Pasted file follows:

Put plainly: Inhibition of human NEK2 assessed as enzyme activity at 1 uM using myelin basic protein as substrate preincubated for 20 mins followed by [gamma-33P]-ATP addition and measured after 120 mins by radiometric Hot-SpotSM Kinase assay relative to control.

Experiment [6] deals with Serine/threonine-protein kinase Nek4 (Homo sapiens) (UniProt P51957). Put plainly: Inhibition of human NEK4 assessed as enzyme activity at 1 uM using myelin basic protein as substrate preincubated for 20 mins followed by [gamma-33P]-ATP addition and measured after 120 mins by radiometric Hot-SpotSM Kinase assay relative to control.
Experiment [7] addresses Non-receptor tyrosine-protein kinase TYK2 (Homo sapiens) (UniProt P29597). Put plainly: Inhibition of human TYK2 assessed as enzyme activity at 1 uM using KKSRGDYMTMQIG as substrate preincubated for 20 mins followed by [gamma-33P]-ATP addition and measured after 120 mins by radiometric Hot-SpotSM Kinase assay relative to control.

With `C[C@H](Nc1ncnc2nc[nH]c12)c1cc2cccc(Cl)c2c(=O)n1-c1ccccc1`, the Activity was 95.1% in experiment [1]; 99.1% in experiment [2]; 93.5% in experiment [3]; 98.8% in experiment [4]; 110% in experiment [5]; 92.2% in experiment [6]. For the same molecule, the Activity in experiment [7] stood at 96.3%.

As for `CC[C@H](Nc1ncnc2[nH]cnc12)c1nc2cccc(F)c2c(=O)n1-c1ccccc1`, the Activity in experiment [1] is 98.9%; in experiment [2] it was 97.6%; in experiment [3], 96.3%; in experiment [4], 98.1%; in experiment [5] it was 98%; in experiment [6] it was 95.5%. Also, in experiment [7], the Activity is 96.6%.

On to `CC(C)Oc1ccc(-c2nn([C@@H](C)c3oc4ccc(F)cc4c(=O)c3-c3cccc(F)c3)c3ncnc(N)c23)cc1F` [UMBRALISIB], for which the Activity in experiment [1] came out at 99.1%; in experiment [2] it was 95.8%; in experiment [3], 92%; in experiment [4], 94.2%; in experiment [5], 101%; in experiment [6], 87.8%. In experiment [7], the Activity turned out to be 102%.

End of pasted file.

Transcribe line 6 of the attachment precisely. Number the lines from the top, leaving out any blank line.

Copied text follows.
On to `CC(C)Oc1ccc(-c2nn([C@@H](C)c3oc4ccc(F)cc4c(=O)c3-c3cccc(F)c3)c3ncnc(N)c23)cc1F` [UMBRALISIB], for which the Activity in experiment [1] came out at 99.1%; in experiment [2] it was 95.8%; in experiment [3], 92%; in experiment [4], 94.2%; in experiment [5], 101%; in experiment [6], 87.8%. In experiment [7], the Activity turned out to be 102%.